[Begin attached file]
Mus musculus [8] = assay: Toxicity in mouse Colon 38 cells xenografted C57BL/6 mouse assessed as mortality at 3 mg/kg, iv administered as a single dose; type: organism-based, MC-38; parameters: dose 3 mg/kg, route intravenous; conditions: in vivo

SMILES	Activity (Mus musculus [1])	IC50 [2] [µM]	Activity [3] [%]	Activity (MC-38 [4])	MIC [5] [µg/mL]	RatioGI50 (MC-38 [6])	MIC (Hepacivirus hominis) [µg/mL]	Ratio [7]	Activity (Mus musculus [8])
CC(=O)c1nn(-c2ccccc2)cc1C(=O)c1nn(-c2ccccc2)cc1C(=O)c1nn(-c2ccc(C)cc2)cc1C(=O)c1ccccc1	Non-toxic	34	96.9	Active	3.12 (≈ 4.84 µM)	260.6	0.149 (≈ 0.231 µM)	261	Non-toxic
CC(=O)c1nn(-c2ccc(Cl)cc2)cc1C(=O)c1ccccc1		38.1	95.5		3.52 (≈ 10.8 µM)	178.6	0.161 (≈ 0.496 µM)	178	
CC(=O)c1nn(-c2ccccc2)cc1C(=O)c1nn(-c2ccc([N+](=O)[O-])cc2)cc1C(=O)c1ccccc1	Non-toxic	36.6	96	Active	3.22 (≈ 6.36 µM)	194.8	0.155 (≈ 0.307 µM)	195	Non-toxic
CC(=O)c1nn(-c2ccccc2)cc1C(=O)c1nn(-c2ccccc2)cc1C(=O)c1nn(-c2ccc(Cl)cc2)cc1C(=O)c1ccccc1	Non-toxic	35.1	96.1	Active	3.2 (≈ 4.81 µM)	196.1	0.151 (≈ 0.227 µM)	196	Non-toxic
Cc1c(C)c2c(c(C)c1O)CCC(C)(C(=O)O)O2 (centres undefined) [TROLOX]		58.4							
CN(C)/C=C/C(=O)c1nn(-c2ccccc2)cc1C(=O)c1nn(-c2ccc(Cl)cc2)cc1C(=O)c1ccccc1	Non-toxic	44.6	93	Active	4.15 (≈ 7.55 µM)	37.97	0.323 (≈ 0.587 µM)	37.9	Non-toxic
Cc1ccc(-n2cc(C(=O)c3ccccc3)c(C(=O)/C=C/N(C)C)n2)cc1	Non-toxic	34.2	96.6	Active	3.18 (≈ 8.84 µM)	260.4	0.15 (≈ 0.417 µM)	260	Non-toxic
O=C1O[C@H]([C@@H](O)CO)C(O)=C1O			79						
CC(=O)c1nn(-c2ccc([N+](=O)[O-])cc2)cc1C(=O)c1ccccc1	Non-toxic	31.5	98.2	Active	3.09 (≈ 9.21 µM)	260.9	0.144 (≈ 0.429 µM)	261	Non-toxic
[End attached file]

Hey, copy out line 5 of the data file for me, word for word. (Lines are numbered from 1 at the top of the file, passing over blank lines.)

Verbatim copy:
CC(=O)c1nn(-c2ccccc2)cc1C(=O)c1nn(-c2ccc([N+](=O)[O-])cc2)cc1C(=O)c1ccccc1	Non-toxic	36.6	96	Active	3.22 (≈ 6.36 µM)	194.8	0.155 (≈ 0.307 µM)	195	Non-toxic